Maureen Harris

International Rivers
Job title:
Southeast Asia Program Director
Tagline:
The river is everywhere
Personal bio:
Rivers sustain local livelihoods and cultures; a confluence of people and nature. An Australian lawyer by training, my work in Southeast Asia encompasses natural resource protection, community rights, and environmental justice.
Date: Thursday, April 19, 2018 - 14:08
The Lower Mekong countries are pushing forward with nearly a dozen "run-of-river" hydropower projects. But while "run-of-river" may sound innocuous, it's not.
Date: Tuesday, January 17, 2017 - 11:32
Developers and governments usually overlook how dams impact communities during the planning phase, before the dam is actually built. Yet these impacts can be adverse and severe; dam developers must account for them in future social safeguard policies.
Date: Thursday, December 22, 2016 - 22:07
The United Nations Special Procedures of the Human Rights Council recently published the outcome of communications on the human rights impacts of the Don Sahong Dam. Responses to concerns from the Government of Laos and Mekong River Commission highlight critical gaps in accountability in the development of the Don Sahong Dam and other hydropower projects on the Mekong River. They also demonstrate a lack of due regard in regional decision-making to the human rights impacts of the projects, especially on populations in neighboring countries. Recognizing and addressing these issues is crucial, as plans for the Pak Beng Dam, the third hydropower project on the Mekong in Laos, are rapidly moving forward.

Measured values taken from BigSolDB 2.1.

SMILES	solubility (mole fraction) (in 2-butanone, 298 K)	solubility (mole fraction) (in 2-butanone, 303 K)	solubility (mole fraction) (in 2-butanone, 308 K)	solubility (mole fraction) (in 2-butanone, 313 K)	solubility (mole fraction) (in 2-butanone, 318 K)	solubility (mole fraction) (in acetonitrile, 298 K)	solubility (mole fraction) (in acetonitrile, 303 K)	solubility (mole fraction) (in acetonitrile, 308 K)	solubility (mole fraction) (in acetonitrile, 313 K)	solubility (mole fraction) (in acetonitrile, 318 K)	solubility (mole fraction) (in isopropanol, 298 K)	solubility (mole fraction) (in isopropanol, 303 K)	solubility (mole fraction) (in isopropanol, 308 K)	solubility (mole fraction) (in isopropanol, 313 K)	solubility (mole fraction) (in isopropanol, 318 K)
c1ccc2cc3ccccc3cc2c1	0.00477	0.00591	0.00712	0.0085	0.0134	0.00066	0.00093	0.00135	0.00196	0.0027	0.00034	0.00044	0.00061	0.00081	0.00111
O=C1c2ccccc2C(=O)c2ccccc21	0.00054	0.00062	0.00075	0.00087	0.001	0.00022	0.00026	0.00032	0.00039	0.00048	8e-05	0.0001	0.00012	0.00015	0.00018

Date: Sunday, August 7, 2016 - 16:45
In Cambodia, the Areng River Valley is home to the Chong ethnic group, one of the "original Khmer" groups believed to have lived in the valley for more than 400 years, as well as endangered species and mountainous jungles. The area provides food and traditional fishing jobs for indigenous populations. The proposed hydroelectric project on the Cheay Areng Dam threatens many of these important resources. If the dam is built, the valley will be flooded by a 10,000-hectare reservoir, and more than 1200 Chong people will be forcibly removed from their sacred land.
Date: Tuesday, April 26, 2016 - 20:18
In Preah Romkel, a Cambodian village situated on the banks of the Mekong River close to the Lao border, people are noticing dead fish in the waters that run past their home – lots of them. And their numbers are increasing.